Testing Soil Erosion

What combination of conservation practices protects soil the best?

Supervising teacher

Darryl Woods


Jack Shindollar


St Mary of the Immaculate Conception

Supporting files

  • pdf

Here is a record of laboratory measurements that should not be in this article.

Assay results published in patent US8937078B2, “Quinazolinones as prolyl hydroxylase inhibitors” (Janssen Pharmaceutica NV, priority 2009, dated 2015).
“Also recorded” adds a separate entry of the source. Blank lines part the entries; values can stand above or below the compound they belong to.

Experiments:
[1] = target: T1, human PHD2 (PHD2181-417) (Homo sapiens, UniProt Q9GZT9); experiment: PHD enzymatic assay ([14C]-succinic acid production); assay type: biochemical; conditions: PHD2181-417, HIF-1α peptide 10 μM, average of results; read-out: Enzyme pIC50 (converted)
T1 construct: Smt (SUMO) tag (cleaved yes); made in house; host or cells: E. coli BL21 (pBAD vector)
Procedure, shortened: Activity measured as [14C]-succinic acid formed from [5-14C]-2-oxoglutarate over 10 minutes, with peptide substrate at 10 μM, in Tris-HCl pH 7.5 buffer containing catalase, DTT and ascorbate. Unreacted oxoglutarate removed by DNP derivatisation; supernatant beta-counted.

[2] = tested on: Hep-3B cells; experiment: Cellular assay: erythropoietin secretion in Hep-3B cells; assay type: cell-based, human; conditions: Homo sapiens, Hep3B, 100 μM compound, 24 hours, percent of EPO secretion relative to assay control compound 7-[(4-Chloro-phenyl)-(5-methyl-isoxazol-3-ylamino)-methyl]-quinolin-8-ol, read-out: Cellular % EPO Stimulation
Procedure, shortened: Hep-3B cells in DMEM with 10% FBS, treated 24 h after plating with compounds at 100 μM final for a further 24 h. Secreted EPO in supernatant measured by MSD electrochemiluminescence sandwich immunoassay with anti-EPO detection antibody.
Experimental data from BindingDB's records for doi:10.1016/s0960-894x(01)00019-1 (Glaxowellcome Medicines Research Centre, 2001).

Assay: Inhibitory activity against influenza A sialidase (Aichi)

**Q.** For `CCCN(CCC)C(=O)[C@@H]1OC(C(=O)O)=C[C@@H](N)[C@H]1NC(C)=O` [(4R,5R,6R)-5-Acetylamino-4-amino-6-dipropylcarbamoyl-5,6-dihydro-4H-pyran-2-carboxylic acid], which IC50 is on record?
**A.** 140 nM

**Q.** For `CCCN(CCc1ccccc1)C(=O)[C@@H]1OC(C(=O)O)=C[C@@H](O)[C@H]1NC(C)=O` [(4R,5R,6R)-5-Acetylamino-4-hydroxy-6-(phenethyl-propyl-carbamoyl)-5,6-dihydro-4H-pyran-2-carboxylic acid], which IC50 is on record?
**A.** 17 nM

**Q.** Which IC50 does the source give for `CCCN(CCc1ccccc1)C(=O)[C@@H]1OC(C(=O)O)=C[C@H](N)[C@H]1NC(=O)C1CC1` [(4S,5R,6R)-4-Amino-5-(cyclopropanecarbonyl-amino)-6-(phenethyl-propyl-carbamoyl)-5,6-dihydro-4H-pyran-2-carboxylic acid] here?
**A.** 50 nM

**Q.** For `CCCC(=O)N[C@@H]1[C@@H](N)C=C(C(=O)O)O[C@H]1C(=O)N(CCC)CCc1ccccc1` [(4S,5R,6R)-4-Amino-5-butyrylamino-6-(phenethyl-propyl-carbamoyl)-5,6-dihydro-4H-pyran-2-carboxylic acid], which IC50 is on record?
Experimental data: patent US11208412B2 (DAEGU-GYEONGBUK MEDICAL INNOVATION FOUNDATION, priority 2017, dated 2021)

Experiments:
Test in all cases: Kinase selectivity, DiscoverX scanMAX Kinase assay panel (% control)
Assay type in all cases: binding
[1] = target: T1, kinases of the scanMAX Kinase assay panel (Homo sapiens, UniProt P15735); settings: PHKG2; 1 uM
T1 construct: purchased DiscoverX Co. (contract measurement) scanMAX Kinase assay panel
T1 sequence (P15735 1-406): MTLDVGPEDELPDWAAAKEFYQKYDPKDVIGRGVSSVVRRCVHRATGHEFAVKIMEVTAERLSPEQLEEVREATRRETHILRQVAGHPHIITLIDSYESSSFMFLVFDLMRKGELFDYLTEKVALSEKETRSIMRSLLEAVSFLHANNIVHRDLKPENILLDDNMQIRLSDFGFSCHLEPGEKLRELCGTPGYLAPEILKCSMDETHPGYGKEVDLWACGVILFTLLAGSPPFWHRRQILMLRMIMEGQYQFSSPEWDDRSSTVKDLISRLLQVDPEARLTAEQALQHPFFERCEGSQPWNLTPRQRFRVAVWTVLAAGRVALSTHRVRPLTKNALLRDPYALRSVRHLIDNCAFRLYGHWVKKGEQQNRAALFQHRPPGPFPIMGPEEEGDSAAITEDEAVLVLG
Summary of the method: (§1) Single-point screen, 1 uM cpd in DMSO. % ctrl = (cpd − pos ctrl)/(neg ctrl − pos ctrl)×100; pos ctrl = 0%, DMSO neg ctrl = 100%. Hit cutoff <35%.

• What combination of conservation practices best protects soil? Four “test plots” were created in aluminum trays to figure it out. The first “test plot” was plain soil: a conventionally tilled field of bare dirt. The second “test plot” was plain soil with straw on top: a no-till field with no cover crops. In the third “test plot” cereal rye and oats were planted to recreate a conventional field with a cover crop. The last “test plot” had cereal rye, oats, and straw, representing a no-till field with a cover crop. To test the plots a rain simulator was set up that poured a gallon of water from a watering can and held 12 inches above the tray, that was steadily poured back and forth over the plots so it drained into a large tray. After all the water was poured, the runoff and was collected by pouring it into graduated cylinders to measure the amount of water and sediment that had come through. The hypothesis was that the fourth tray—the no-till field with a cover crop—would be the one that had the least amount of runoff. The hypothesis was correct, but even though I thought that the combination of no-till and cover crops would be the best for erosion prevention I was still surprised by how clear the water was. This experiment would be excellent proof to show to farmers who might not be using conservation methods yet.